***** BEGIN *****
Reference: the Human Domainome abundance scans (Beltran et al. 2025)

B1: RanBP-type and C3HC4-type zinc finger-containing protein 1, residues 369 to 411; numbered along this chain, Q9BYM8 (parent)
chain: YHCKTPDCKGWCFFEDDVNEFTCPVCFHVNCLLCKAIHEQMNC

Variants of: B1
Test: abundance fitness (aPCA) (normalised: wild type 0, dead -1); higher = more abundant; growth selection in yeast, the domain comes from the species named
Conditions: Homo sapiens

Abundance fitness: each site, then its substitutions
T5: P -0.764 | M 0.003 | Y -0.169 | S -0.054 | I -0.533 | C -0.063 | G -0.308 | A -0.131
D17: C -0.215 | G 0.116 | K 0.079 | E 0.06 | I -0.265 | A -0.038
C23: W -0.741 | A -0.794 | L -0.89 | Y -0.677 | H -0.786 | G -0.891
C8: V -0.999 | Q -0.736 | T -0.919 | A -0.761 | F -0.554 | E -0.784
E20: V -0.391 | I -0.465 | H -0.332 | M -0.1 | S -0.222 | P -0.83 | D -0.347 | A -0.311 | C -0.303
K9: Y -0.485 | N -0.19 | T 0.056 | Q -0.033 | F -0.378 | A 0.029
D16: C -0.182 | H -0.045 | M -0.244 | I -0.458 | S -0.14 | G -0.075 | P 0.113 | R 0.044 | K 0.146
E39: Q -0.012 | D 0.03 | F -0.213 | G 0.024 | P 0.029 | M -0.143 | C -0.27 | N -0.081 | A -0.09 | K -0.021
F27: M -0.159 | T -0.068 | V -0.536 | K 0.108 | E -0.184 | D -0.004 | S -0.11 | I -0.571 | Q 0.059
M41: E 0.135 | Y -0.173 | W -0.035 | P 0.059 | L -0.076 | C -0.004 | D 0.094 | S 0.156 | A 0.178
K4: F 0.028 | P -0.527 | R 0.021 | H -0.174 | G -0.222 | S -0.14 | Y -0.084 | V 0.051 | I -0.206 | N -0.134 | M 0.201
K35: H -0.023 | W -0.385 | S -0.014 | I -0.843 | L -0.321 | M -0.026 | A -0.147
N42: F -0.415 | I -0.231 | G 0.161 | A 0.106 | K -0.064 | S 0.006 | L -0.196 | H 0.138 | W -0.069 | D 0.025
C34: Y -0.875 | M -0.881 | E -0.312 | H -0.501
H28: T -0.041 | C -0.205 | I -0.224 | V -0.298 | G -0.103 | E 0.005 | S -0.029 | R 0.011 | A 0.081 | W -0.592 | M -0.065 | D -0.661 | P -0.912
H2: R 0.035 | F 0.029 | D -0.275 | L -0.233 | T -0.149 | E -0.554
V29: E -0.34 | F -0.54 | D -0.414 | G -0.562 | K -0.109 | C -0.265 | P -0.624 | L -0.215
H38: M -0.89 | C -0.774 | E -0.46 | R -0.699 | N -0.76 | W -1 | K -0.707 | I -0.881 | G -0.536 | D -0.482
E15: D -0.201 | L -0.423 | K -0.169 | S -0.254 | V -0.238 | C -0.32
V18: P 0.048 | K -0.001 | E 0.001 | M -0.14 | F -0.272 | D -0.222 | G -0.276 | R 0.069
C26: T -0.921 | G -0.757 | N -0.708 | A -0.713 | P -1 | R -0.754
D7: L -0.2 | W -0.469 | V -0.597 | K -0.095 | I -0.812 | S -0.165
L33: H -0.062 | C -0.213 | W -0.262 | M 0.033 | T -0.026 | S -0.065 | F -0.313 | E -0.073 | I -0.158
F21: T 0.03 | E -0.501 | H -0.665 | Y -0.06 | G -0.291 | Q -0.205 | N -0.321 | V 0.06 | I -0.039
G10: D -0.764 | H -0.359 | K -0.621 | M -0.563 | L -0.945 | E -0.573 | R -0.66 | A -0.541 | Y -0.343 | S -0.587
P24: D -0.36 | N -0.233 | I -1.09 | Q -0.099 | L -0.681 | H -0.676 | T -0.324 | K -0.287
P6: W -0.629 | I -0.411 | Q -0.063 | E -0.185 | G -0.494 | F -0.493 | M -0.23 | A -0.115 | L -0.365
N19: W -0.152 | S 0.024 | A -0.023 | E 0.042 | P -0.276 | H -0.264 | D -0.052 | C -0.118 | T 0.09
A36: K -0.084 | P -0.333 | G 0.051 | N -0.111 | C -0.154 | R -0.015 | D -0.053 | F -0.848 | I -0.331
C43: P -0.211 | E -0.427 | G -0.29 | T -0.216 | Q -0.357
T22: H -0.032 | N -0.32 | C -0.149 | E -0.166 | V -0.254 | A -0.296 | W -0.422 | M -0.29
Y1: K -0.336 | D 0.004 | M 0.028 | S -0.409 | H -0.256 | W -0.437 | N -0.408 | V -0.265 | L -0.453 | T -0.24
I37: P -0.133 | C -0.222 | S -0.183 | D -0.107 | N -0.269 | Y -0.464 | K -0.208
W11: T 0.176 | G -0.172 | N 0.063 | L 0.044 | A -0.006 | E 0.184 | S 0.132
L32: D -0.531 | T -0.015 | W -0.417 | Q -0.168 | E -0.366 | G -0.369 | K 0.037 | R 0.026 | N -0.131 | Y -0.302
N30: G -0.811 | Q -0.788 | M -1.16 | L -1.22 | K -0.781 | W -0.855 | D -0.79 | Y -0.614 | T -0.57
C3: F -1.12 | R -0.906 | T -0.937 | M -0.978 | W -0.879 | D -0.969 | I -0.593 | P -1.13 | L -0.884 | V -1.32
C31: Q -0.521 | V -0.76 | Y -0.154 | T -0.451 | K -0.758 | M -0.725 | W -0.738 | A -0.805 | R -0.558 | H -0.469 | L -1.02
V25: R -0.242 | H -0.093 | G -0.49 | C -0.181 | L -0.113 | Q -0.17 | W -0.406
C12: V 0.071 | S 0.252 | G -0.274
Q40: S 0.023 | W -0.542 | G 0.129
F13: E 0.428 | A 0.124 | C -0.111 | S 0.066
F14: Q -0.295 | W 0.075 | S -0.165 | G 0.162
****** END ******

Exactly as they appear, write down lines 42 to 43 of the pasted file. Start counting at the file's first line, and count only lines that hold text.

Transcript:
L32: D -0.531 | T -0.015 | W -0.417 | Q -0.168 | E -0.366 | G -0.369 | K 0.037 | R 0.026 | N -0.131 | Y -0.302
N30: G -0.811 | Q -0.788 | M -1.16 | L -1.22 | K -0.781 | W -0.855 | D -0.79 | Y -0.614 | T -0.57